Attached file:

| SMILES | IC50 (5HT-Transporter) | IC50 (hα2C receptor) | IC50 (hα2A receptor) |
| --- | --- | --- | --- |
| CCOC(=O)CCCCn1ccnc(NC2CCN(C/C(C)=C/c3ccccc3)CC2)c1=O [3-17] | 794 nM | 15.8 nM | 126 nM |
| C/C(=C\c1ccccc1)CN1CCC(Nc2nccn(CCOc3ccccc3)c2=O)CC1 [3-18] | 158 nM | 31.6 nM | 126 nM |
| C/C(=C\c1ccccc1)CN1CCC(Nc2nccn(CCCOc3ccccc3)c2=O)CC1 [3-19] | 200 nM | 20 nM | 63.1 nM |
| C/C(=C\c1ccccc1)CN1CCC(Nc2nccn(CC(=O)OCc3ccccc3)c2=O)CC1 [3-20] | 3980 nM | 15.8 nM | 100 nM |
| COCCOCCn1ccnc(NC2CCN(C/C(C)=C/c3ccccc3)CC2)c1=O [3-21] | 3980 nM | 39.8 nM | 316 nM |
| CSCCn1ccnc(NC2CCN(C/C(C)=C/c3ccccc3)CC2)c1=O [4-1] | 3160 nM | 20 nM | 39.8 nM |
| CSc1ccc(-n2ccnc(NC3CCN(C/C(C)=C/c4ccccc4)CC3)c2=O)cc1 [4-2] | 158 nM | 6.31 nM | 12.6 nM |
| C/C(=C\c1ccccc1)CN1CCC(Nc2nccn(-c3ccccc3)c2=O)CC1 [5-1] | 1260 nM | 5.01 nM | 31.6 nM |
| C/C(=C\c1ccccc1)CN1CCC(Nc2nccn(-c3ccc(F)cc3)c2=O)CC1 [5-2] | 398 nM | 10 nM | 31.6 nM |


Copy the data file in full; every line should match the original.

| SMILES | IC50 (5HT-Transporter) | IC50 (hα2C receptor) | IC50 (hα2A receptor) |
| --- | --- | --- | --- |
| CCOC(=O)CCCCn1ccnc(NC2CCN(C/C(C)=C/c3ccccc3)CC2)c1=O [3-17] | 794 nM | 15.8 nM | 126 nM |
| C/C(=C\c1ccccc1)CN1CCC(Nc2nccn(CCOc3ccccc3)c2=O)CC1 [3-18] | 158 nM | 31.6 nM | 126 nM |
| C/C(=C\c1ccccc1)CN1CCC(Nc2nccn(CCCOc3ccccc3)c2=O)CC1 [3-19] | 200 nM | 20 nM | 63.1 nM |
| C/C(=C\c1ccccc1)CN1CCC(Nc2nccn(CC(=O)OCc3ccccc3)c2=O)CC1 [3-20] | 3980 nM | 15.8 nM | 100 nM |
| COCCOCCn1ccnc(NC2CCN(C/C(C)=C/c3ccccc3)CC2)c1=O [3-21] | 3980 nM | 39.8 nM | 316 nM |
| CSCCn1ccnc(NC2CCN(C/C(C)=C/c3ccccc3)CC2)c1=O [4-1] | 3160 nM | 20 nM | 39.8 nM |
| CSc1ccc(-n2ccnc(NC3CCN(C/C(C)=C/c4ccccc4)CC3)c2=O)cc1 [4-2] | 158 nM | 6.31 nM | 12.6 nM |
| C/C(=C\c1ccccc1)CN1CCC(Nc2nccn(-c3ccccc3)c2=O)CC1 [5-1] | 1260 nM | 5.01 nM | 31.6 nM |
| C/C(=C\c1ccccc1)CN1CCC(Nc2nccn(-c3ccc(F)cc3)c2=O)CC1 [5-2] | 398 nM | 10 nM | 31.6 nM |